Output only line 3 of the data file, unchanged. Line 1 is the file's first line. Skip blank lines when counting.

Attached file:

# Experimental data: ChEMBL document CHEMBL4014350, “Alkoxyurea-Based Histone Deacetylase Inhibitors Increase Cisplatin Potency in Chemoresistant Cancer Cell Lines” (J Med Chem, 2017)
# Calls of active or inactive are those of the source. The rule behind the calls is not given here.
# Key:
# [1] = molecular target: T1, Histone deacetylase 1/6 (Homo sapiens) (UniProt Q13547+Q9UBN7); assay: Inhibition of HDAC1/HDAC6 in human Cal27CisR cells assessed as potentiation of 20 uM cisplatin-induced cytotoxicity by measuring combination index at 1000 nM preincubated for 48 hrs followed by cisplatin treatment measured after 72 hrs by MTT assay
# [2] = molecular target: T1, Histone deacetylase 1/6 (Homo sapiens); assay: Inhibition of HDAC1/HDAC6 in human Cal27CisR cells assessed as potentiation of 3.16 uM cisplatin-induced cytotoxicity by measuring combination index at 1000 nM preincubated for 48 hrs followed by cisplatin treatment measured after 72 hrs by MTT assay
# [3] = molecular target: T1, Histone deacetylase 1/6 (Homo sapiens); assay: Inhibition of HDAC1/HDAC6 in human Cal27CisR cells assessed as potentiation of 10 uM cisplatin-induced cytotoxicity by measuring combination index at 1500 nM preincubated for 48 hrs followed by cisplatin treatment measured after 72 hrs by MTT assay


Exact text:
# Key: